What is Duckpin Bowling – How To Play

First, let me clear something up: no ducks were harmed in the making of this story.

Surprisingly, duckpin bowling has nothing to do with ducks. It’s a quirky and nostalgic game that’s both frustrating and fun at the same time.

It’s a game that anyone can play and anyone can win, making it perfect for people of all ages.

Indianapolis is home to one of the few remaining duckpin bowling facilities in America.

According to duckpins.com, a site for duckpin bowling fans, only twelve states have these lanes, with the majority in Maryland, where it’s believed the game started around 1900. However, there are earlier mentions of the game near Boston.

I learned about duckpin bowling in Indianapolis, in the Fountain Square neighborhood. Linton Calvert, who introduced the game here in 1986, first discovered it in 1970 while he was in the Army.

As a keen bowler since his younger days, he brought the game back to his hometown after his service.

Equipment and Rules

Duckpin Bowling Alley

Duckpin bowling offers a distinct challenge that combines precision and skill, captivating players from their first roll. The game follows similar rules to traditional bowling but with notable differences.

Duckpin features smaller, lighter pins attached to strings and small, finger-hole-free balls that fit in the palm of your hand, making them more difficult to control.

Even the lanes are shorter than standard bowling alleys. Mastering the curve of the ball as it heads toward these miniature pins requires careful accuracy.

The duckpin bowling ball weighs about three pounds and measures between 4-3/4 to 5 inches in diameter, making it slightly larger than a softball. One key difference from traditional bowling balls is that it lacks finger holes.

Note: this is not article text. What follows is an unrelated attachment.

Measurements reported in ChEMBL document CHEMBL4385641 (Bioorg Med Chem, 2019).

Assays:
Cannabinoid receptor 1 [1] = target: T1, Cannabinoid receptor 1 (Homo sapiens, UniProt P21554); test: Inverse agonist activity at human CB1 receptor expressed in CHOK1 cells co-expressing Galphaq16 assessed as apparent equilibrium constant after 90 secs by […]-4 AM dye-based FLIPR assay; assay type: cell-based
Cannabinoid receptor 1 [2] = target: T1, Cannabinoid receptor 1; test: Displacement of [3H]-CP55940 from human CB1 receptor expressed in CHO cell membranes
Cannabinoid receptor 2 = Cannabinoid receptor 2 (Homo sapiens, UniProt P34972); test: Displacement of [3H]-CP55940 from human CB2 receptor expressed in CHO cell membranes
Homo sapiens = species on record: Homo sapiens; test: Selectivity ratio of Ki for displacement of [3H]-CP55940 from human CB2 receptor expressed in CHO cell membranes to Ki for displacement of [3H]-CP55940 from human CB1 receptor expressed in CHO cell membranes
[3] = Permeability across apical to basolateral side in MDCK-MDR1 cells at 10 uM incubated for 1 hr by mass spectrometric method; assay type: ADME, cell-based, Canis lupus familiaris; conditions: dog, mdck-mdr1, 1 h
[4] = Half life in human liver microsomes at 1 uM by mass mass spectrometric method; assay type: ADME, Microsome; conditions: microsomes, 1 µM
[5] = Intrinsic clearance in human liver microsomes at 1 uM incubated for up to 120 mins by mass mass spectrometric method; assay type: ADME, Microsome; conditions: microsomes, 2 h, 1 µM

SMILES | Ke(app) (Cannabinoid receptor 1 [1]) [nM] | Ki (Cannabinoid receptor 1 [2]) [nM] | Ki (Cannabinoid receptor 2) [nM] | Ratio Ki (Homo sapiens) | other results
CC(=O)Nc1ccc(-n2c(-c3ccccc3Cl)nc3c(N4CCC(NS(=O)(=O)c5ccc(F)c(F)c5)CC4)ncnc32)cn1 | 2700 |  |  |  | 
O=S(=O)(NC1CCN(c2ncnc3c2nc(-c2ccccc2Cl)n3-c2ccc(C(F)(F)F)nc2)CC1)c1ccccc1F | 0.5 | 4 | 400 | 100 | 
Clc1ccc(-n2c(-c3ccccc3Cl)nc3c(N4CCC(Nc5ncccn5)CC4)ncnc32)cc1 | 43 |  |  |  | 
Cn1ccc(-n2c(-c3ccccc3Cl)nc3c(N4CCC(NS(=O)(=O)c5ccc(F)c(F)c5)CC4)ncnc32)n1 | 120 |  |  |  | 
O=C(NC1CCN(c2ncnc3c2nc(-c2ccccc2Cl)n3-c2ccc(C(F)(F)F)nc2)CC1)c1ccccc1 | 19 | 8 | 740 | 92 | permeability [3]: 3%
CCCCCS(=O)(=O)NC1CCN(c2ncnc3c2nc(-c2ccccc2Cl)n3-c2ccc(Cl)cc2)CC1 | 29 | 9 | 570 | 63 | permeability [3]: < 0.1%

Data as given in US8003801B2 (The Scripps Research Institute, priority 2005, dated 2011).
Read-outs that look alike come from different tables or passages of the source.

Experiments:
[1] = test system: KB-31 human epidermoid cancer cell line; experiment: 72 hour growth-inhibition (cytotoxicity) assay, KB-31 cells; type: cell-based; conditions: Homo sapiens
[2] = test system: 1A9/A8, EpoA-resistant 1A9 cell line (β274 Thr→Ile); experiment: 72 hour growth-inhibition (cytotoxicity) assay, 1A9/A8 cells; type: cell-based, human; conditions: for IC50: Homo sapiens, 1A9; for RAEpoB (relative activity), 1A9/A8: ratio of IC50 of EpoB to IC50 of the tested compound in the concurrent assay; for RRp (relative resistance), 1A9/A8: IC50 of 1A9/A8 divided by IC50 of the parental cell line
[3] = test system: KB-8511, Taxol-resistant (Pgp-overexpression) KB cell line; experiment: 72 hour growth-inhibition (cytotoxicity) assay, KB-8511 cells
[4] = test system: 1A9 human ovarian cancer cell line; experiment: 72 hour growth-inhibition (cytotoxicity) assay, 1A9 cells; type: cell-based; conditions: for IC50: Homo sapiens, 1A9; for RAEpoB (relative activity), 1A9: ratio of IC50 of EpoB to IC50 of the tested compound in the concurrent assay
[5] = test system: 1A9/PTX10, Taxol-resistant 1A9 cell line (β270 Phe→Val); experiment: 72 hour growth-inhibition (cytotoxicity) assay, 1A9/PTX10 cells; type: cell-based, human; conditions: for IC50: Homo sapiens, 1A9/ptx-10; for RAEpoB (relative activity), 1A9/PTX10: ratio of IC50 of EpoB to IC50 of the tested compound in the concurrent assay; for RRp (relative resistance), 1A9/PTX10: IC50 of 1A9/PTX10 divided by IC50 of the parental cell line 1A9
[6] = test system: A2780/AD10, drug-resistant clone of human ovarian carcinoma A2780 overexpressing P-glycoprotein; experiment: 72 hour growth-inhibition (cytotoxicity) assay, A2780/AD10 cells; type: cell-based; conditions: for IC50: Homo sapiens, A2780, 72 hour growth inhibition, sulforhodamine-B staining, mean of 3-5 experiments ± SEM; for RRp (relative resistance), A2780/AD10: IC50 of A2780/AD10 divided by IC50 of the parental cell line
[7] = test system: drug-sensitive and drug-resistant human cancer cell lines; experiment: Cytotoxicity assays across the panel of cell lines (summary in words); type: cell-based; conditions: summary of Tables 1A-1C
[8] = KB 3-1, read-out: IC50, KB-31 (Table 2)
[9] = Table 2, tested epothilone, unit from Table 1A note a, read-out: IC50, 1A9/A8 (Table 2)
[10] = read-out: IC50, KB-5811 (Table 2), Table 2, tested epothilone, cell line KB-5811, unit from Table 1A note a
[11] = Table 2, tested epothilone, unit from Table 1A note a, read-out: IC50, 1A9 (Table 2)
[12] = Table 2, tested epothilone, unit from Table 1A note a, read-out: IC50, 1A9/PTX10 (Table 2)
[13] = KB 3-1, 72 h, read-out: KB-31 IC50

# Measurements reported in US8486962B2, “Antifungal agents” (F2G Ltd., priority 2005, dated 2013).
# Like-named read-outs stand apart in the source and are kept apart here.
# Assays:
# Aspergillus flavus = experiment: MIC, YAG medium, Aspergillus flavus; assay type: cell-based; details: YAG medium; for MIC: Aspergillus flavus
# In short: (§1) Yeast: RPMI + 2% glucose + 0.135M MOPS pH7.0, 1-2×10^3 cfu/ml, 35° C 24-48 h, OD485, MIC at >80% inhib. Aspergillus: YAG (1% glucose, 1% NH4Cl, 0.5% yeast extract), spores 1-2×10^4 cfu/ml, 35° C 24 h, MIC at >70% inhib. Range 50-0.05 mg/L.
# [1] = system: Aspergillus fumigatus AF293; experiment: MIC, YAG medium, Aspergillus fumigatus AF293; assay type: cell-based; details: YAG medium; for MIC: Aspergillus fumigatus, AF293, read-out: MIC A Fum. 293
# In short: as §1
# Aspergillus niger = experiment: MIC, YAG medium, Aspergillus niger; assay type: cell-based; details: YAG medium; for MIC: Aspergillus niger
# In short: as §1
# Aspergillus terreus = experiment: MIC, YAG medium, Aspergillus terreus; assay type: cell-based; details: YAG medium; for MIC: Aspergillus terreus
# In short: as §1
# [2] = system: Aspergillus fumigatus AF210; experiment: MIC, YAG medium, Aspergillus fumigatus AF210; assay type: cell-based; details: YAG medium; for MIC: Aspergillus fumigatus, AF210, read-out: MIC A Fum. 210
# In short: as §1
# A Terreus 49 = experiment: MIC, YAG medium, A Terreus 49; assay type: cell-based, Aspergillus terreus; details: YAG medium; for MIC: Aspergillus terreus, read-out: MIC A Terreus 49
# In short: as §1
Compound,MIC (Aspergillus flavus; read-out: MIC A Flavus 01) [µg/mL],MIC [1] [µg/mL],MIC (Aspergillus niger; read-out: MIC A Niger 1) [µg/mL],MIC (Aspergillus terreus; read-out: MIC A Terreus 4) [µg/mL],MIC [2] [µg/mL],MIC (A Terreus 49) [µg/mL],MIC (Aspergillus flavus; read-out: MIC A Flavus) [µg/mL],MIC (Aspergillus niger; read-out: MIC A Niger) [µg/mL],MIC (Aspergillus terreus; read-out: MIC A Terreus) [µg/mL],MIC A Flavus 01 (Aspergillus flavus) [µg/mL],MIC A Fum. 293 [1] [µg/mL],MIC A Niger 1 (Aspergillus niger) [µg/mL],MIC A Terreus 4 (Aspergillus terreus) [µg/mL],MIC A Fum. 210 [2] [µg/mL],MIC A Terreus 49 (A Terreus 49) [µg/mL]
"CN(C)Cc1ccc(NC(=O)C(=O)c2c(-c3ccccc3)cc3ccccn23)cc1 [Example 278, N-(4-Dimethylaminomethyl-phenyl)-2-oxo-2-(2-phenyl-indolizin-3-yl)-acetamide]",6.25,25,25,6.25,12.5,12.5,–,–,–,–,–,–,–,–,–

The pins in duckpin bowling are also unique, standing at 9 inches tall. These pins are shorter and broader compared to those used in ten-pin bowling, giving them a distinctive look.

Pins and Balls in Duckpin Bowling

In terms of gameplay, duckpin bowling allows you three throws per frame, unlike the standard two throws in ten-pin bowling.

And a heads-up: Even a perfect throw straight down the middle often won’t result in a strike.

Linton Calvert, who brought duckpin bowling to Indianapolis, noted that the game levels the playing field among kids, men, and women—everyone has an equal chance at playing well. When men ask him for tips to excel at the game, his usual response is humorous: “I tell them to drink a beer.”

My First Attempt

First attempt at the duckpin bowling

I decided to master the game—how hard could it really be? I went in Indianapolis with a group of friends to learn all about it and play it.

When we started the ball fit perfectly in my palm.

I focused ahead, aligned my arm with the center pin, and released the ball.

My first throw was quite good—I thought it might knock down 7 or 8 pins, or even score a strike in a standard game of bowling.

But this isn’t standard bowling.

Brief History Class

Fountain Square theater building - duckpin bowling lanes

Calvert and his wife purchased the Fountain Square theater building in 1993.

Located just a short drive from downtown Indianapolis, the complex now offers unique spaces for meetings or special events, distinctive hotel rooms at the “Fountainview Inn,” and various dining and drinking options.

Originally opened in 1928, the building was once a beacon of activity known as “the big light on the avenue.”

Over the years, it transitioned into a Woolworth’s department store before falling into disrepair and standing vacant.

After its purchase and renovation by the Calverts, the building was revitalized and now features two main attractions: duckpin bowling lanes located on the fourth floor and in the basement.

Additionally, there’s a public rooftop garden open on select days from Memorial Day to Labor Day. Here, visitors can enjoy stunning views of the Indianapolis skyline while having a meal or glass of wine.

Tips on How To Play

  • Get a Grip: I make sure the duckpin ball fits snugly in my hand, just like a pro would hold it.
  • Eye on the Prize: I focus on the headpin, release smoothly, and let momentum handle the rest.
  • Keep It Smooth: I bend my knees, maintain good posture, and follow through with my arm swing.
  • Chill Out: I take a moment to relax, breathe, and trust my instincts to guide my game.
  • Have Fun: For me, it’s all about enjoying the moment. I make sure to loosen up and have a great time with my friends with every roll!